The Department for Business, Energy and Industrial Strategy has opened a consultation on the Government’s proposed approach to restricting the use of corporate directors as part of its larger package to enhance corporate transparency, reform Companies House and fight economic crime in the UK.
On the one hand, corporate directors may be seen to weaken corporate governance by preventing individual accountability yet on the other, they may be a useful and legitimate option.
The law as it stands requires that only one director on a company’s board be a “natural” person and any number may be corporate directors. Provision to prohibit the use of corporate directors was made in the Small Business, Enterprise and Employment Act 2015 but this has yet to come into force. Accordingly, the consultation is looking at what exceptions to the prohibition on corporate directors should be introduced so as to achieve an effective balance between their legitimate and “smoke-screen” use.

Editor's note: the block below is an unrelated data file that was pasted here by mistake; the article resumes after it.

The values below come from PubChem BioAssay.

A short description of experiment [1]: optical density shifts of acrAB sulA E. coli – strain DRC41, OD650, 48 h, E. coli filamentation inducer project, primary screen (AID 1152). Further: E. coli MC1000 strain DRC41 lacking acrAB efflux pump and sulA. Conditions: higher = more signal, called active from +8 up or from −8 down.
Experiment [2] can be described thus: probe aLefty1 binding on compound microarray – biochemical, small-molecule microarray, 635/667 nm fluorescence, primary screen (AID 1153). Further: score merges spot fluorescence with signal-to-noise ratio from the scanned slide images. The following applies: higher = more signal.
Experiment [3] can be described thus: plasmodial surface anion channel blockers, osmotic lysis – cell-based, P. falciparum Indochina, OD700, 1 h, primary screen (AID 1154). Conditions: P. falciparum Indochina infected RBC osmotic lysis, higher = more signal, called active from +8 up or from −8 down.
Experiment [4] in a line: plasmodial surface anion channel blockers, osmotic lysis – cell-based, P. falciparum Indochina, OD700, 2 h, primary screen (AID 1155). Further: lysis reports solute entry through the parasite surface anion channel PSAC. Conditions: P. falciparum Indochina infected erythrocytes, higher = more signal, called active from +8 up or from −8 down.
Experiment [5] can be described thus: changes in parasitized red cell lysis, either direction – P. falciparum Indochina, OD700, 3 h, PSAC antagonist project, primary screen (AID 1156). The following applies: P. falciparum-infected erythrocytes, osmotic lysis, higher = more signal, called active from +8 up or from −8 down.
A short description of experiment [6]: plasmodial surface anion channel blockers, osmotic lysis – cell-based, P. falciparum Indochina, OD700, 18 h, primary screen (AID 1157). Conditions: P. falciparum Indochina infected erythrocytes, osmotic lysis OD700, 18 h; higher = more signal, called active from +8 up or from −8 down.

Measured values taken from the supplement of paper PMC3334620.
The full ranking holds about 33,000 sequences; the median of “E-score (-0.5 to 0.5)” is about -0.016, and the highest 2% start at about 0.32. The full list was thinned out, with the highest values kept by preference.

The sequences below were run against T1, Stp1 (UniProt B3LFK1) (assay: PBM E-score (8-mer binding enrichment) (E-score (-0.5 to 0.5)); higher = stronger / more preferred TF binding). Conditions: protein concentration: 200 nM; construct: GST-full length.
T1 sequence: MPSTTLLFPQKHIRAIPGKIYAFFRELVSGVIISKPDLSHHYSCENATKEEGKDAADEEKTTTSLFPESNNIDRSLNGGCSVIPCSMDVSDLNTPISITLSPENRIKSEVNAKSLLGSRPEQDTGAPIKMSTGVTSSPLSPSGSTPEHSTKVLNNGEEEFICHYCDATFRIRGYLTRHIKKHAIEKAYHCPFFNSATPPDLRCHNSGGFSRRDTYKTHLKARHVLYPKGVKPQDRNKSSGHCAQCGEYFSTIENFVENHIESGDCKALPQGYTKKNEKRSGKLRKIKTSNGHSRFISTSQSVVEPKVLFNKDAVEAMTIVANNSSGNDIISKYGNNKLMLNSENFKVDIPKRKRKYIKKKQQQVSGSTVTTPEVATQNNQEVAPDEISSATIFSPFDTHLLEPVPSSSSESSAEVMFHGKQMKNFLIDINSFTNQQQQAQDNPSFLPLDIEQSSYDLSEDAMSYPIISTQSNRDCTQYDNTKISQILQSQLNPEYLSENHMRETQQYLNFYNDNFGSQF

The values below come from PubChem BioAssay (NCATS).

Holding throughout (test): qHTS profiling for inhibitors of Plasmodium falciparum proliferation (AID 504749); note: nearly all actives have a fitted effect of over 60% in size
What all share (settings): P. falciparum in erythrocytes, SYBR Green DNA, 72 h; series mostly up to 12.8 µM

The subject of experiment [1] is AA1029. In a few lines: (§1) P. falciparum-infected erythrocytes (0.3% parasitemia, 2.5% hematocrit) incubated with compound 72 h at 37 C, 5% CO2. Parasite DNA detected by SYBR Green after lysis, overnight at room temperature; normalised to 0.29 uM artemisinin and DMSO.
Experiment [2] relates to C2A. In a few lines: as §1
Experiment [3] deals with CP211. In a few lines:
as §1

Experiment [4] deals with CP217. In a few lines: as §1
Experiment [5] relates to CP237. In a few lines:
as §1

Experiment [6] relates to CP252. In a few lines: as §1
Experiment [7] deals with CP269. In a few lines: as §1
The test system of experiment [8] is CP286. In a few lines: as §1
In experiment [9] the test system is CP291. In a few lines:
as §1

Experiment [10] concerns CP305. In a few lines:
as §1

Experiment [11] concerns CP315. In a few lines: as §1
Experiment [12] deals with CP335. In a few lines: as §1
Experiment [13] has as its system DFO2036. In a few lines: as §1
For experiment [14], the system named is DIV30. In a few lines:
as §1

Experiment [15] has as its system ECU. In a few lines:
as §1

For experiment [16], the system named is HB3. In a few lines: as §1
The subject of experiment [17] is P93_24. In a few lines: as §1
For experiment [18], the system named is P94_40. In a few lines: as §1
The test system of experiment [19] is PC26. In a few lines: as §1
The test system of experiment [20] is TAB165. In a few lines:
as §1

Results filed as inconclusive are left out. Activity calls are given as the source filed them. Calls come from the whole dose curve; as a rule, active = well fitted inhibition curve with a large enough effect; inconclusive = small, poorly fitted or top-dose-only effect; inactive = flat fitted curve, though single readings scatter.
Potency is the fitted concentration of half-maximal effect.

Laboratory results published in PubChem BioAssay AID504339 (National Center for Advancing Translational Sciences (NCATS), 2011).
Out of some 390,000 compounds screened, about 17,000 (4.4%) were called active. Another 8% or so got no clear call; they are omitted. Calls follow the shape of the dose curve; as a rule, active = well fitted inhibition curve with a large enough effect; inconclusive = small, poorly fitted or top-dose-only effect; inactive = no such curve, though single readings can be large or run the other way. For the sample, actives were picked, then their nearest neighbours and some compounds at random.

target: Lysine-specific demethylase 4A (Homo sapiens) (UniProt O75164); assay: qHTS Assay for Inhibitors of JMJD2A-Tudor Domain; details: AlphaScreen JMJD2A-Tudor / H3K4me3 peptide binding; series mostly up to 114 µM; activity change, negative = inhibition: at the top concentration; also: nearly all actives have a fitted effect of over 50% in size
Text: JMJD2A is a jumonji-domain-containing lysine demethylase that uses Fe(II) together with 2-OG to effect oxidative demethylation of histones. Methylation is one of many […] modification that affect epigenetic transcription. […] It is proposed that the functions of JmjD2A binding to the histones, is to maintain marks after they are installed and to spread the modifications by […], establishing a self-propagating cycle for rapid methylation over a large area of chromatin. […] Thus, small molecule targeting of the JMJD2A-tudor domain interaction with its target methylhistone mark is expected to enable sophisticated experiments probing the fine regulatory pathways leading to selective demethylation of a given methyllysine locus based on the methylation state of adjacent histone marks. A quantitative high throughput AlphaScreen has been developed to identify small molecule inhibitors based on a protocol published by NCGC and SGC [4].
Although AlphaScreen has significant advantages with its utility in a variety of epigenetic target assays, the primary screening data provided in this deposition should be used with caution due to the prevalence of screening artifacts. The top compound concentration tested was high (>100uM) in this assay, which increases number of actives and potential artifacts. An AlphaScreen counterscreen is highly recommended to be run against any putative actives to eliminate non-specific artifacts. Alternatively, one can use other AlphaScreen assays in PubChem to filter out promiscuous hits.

- The Government intends to introduce regulations that create a “principles” based exception to the prohibition. The principle is essentially that a company can be appointed as a director if:
all of its directors are, in turn, natural persons; and
- those natural person directors are, prior to the corporate director appointment, subject to the Companies House identity verification process.
Responses are due by 03 February 2021.